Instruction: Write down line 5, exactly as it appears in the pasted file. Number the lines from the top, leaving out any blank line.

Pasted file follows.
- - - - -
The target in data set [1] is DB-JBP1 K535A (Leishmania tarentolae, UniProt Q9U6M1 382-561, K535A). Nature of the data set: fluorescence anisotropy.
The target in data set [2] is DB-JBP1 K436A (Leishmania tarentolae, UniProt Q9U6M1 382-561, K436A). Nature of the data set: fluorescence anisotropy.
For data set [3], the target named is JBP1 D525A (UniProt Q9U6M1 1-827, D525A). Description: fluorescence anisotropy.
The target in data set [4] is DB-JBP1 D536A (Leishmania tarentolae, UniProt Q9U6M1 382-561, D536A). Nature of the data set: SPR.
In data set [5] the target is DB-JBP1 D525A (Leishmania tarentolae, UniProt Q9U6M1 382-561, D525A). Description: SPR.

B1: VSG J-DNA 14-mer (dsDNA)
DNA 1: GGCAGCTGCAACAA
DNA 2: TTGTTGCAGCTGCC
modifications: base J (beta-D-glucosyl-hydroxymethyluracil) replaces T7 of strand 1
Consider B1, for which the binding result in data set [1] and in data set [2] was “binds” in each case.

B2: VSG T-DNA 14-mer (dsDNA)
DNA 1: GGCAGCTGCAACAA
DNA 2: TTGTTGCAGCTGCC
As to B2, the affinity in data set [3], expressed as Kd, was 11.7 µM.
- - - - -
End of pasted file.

In data set [5] the target is DB-JBP1 D525A (Leishmania tarentolae, UniProt Q9U6M1 382-561, D525A). Description: SPR.